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Old 05-21-2018, 09:50 PM
 
6,817 posts, read 4,408,035 times
Reputation: 11925

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Quote:
Originally Posted by cats234 View Post
I drove a 370Z for 5 years, I'd rather have the power and agility to avoid a crash
Exactly! The safest car is the one that's sufficiently agile and nimble, to have avoided the collision in the first place.
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Old 05-21-2018, 11:42 PM
 
1,166 posts, read 4,289,650 times
Reputation: 1089
Safety is mostly dependent on your driving. Everything else being equal, then is the laws of physics, bigger cars win.

Having said that, I wanted a small, stick shift car so I got a Veloster Turbo, it is fun; I also have life insurance

But for my daughter who is a new driver we got a small CUV, it has better sitting position and her being a new driver, would probably be a bit safer.
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Old 05-22-2018, 12:14 AM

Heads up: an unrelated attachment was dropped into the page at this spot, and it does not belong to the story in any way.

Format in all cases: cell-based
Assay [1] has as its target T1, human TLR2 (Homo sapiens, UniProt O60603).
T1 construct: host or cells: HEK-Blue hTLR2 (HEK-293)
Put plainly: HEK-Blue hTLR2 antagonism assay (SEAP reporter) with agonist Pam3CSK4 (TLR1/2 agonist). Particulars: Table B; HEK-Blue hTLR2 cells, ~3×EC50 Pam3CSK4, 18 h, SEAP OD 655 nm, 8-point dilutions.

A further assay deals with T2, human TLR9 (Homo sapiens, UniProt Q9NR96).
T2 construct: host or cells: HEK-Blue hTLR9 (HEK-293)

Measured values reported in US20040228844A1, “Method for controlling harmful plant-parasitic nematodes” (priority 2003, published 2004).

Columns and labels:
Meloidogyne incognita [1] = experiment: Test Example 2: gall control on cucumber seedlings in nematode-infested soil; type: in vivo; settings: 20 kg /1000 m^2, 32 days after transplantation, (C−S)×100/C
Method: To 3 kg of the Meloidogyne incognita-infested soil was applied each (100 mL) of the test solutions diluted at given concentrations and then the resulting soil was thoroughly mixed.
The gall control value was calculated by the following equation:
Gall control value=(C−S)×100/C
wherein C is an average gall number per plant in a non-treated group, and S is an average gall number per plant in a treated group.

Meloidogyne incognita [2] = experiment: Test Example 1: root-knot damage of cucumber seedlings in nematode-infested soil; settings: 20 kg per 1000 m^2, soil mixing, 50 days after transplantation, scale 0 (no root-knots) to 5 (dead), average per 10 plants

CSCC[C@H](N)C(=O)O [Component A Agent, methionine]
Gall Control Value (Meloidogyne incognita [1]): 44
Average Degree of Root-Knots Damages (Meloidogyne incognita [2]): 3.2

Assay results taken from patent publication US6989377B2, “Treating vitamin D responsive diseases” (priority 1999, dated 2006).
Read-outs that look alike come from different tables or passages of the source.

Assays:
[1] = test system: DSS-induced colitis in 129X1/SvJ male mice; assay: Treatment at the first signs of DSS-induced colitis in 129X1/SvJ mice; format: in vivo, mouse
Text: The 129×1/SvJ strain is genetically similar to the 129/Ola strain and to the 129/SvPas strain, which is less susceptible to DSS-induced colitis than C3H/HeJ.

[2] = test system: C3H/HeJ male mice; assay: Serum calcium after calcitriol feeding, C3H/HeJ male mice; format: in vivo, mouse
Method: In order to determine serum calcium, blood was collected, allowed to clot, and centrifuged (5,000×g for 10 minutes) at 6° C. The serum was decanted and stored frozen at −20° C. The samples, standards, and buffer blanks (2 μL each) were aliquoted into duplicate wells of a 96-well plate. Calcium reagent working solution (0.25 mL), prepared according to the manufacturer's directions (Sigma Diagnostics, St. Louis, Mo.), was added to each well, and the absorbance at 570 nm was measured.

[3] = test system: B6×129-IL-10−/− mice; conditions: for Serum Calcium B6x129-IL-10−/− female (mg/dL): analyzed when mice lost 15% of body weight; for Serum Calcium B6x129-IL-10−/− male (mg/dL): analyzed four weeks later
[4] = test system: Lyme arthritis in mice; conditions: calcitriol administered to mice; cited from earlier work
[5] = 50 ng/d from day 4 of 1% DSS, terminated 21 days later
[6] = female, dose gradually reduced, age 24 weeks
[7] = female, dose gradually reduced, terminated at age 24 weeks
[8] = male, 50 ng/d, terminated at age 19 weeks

Location: Honolulu, HI
4,563 posts, read 1,138,948 times
Reputation: 6523
Quote:
Originally Posted by somebodyfromnc View Post
Smaller cars have a higher driver death rate than larger cars, SUVs and trucks with only a few exceptions. That's just a fact.
Fake news. Small cars, that are crappy, have the highest death rates. I don’t know who willingly drives a Kia or Hyundai, both South Korean cars.
Quote:
The Hyundai Accent sedan and the Kia Rio sedan, both mini cars, had the highest rate of deaths.
https://www.cbsnews.com/amp/news/sma...safety-report/

I drive a corvette. I’d rather have the acceleration, handling, and speed to avoid such incidents. It also helps to be a defensive drive and not drive like a maniac.